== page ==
Richard-Brilliant.JPGRecognized as one of the world’s finest low vision specialists, Dr. Richard Brilliant’s career with the Pennsylvania College of Optometry (PCO) has spanned over 40 years. Optometry and specifically the field of Low Vision Rehabilitation was not Dr. Brilliant’s first choice in careers but his career path seemed to choose him. “I’ve had a storybook career,” admitted Dr. Brilliant. “I was accepted to dental school, had a change of mind, applied last minute to the Pennsylvania College of Optometry and was accepted. From there, things just fell my way,” he said.
 
The Low Vision Residency program did not exist in 1976, the year Dr. Brilliant graduated. At that time, you didn’t receive your optometry license until September, despite having graduated in May. Even though he had a job waiting for him in New York, where he grew up, Dr. Randall Jose offered him an opportunity to work for the summer at the Center for the Blind, in Philadelphia where PCO had opened a low vision department. He accepted and that position led to a one year residency in Low Vision. That was followed by a three year fellowship under Dr. William Feinbloom beginning one year before The Eye Institute opened in 1978.
 
After Dr. Jose’s departure, Dr. Brilliant was appointed department chief and helped to develop the Low Vision program at PCO. Initially there were two low vision programs, a four day program for patients from around the world as well as a local program. Patients in the four day program were seen from as far as Australia, China and Russia. Dr. Brilliant recounted a story about a high dignitary from Russia who he treated in the early ‘80s. “The patient had been seen here because high ranking officials in Russia couldn’t show any weakness, and visual impairment would have indicated a weakness. I was asked to see the patient but could not see any other patients during those four days,” he said. “We had to close the clinic down and the FBI, who had been following the dignitary and his “cardiologist,” stationed an agent at the front desk. The cardiologist it was later learned was actually his bodyguard. The patient’s goal was to be able to read his speeches and we were able to help him with that.”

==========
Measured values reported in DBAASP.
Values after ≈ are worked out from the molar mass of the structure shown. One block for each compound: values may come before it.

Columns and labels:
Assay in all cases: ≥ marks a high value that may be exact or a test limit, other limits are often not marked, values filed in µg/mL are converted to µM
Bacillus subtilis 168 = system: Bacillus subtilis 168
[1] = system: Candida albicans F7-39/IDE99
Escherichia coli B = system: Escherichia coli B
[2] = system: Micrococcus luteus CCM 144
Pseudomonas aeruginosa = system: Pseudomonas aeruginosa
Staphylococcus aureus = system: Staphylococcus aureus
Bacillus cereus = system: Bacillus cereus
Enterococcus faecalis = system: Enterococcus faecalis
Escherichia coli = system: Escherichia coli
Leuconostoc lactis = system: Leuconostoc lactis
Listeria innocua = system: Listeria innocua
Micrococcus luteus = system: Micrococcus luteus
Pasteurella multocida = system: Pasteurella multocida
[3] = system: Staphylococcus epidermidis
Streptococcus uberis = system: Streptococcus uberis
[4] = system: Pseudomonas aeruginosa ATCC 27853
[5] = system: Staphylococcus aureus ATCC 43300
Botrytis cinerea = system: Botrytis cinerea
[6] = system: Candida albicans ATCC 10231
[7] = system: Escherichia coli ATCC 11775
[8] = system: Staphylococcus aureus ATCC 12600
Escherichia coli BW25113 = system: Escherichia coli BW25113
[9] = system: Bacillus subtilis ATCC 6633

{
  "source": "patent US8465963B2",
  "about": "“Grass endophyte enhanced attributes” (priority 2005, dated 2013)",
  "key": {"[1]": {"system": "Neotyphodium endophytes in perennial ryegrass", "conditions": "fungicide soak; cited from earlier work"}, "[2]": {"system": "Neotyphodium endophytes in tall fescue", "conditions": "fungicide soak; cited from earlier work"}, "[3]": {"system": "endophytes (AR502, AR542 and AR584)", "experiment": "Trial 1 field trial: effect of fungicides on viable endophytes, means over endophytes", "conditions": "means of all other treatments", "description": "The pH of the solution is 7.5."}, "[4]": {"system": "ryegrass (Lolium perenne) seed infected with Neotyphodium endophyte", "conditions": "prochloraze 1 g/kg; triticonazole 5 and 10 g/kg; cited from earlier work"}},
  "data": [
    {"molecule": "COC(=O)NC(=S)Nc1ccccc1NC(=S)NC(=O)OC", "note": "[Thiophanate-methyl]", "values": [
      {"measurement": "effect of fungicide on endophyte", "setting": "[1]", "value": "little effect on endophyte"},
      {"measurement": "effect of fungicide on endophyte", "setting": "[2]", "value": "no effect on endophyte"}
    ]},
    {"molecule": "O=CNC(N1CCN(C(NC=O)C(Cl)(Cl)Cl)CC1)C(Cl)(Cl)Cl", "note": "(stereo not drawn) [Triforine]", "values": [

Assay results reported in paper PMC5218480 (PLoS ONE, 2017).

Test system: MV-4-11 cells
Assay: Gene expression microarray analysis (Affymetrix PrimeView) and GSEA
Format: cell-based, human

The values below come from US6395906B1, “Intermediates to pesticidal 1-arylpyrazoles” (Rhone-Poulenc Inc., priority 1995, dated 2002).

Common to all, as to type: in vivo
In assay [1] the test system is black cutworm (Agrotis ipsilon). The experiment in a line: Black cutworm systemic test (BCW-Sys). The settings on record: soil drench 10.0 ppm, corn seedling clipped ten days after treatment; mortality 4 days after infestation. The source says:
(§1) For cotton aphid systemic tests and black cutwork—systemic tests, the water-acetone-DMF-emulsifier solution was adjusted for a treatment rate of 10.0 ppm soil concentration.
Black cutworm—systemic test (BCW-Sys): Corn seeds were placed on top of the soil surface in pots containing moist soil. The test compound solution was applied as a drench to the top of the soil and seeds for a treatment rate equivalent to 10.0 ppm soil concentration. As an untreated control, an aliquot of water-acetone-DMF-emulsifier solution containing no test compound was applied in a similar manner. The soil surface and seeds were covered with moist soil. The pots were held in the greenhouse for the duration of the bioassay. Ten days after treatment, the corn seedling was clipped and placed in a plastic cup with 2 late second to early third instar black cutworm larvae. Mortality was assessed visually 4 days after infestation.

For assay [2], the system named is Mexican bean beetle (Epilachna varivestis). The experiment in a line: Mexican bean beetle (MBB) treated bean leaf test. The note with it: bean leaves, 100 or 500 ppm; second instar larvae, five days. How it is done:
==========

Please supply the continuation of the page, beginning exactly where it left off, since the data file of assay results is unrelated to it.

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During his fellowship Dr. Brilliant would often drive to Dr. Feinbloom’s farm in New Paltz, N.Y. to discuss and design various lens systems - some of which gained worldwide press. One, the Honeybee Lens, was developed after studying the compound eye of the honeybee and subsequently designing a compound telescope which would triple the field of a normal Galilean telescope. Another lens system, for expanding the visual field of a patient, was called the Amorphic Lens. It was initially expected that this lens would double the field of a patient with extremely reduced peripheral fields without reducing their visual acuity. Dr. Brilliant initially evaluated eight patients with this device, which caused six of the eight patients to become nauseous and vomit after a few minutes of use. After a few changes in the prototype, the final product was created and did work well for some patients. Unfortunately, Dr. Feinbloom passed away before seeing the final product. The creation of these lenses, along with national and international coverage by newspapers and television media, helped to bring in international patients. The success and growth of the William Feinbloom Vision Rehabilitation Center into a multi-disciplinary center helped to support The Eye Institute for a number of years until Primary Care and other Specialty Services were able to expand their patient populations. 
 
dr-brilliant-3.jpgDuring his residency, he also had the opportunity to meet Dr. Guy Chan, the chairman of the department of Ophthalmology at Temple University. He was introduced to Dr. Guy Chan by his wife, Nongart Chan, also an ophthalmologist who saw patients along with Dr. Brilliant at the Center for the Blind. Dr. Chan offered Dr. Brilliant the opportunity to moonlight by working in the department of Ophthalmology on Saturdays when he was not seeing patients at the Center for the Blind. This opportunity was quite unusual in the late ‘70s, where an optometric resident was allowed to work in a hospital setting, in a major Philadelphia hospital, having the same privileges as that of the ophthalmology residents. Dr. Brilliant continued to moonlight at Temple Hospital, following the completion of his residency, until 1990.